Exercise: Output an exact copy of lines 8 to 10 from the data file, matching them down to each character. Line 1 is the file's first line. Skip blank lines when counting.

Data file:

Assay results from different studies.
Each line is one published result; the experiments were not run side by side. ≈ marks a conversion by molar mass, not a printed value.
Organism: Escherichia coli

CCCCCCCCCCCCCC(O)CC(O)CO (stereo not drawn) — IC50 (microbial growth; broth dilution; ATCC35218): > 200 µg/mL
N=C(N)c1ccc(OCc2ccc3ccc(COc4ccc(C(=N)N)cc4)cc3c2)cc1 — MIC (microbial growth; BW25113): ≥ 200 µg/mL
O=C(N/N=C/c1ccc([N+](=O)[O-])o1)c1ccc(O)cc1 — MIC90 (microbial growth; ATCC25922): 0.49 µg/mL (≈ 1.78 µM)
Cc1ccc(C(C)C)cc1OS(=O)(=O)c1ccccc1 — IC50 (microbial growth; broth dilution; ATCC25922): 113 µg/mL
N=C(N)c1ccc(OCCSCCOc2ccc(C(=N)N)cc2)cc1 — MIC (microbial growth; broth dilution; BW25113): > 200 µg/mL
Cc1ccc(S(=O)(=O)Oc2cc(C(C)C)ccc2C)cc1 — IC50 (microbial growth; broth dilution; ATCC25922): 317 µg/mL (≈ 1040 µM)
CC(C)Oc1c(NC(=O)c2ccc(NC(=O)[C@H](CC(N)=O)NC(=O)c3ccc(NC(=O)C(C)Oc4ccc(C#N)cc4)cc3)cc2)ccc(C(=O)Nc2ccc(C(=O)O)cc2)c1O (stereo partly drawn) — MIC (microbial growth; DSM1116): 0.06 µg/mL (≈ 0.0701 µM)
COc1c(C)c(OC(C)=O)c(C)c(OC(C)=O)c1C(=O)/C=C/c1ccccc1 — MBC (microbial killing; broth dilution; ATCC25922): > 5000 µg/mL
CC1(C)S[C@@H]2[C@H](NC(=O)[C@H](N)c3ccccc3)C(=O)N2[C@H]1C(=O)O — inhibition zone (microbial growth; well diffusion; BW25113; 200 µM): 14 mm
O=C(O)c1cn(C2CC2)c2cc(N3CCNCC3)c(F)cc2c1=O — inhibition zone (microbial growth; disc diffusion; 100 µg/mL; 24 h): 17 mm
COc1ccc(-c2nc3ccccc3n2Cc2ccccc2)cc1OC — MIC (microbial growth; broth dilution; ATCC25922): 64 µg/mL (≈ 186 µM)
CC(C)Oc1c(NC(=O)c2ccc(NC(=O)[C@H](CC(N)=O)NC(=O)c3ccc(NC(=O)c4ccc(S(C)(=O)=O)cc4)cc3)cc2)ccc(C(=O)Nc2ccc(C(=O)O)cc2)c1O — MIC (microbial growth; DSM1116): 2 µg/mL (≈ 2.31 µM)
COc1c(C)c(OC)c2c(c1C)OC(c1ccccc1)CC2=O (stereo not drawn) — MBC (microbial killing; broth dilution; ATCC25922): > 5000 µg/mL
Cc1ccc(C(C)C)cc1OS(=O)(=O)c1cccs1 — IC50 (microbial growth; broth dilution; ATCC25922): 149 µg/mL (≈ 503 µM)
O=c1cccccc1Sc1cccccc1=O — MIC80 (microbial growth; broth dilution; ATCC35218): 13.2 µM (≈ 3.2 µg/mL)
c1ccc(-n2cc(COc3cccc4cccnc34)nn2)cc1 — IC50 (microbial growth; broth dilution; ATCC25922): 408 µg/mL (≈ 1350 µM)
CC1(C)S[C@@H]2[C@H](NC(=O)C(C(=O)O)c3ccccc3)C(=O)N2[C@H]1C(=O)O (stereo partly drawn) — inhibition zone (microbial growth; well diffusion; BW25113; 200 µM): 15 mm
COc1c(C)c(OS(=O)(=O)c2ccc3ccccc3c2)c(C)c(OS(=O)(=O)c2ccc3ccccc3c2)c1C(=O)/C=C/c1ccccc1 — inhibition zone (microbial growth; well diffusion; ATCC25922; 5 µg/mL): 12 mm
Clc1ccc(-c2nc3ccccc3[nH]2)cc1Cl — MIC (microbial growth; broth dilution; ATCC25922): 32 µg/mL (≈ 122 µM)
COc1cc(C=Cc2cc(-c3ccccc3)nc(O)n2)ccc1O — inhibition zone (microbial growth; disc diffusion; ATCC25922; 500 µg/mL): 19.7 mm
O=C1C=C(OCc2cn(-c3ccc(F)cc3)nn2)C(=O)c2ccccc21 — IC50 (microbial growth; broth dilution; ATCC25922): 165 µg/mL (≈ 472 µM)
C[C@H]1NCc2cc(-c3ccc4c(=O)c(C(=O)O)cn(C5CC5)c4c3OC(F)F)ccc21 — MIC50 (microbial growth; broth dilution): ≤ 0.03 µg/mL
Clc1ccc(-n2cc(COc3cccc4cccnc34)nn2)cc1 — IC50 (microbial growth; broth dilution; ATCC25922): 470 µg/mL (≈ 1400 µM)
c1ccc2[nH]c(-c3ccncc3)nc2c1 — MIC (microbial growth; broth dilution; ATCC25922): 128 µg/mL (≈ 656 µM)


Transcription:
N=C(N)c1ccc(OCCSCCOc2ccc(C(=N)N)cc2)cc1 — MIC (microbial growth; broth dilution; BW25113): > 200 µg/mL
Cc1ccc(S(=O)(=O)Oc2cc(C(C)C)ccc2C)cc1 — IC50 (microbial growth; broth dilution; ATCC25922): 317 µg/mL (≈ 1040 µM)
CC(C)Oc1c(NC(=O)c2ccc(NC(=O)[C@H](CC(N)=O)NC(=O)c3ccc(NC(=O)C(C)Oc4ccc(C#N)cc4)cc3)cc2)ccc(C(=O)Nc2ccc(C(=O)O)cc2)c1O (stereo partly drawn) — MIC (microbial growth; DSM1116): 0.06 µg/mL (≈ 0.0701 µM)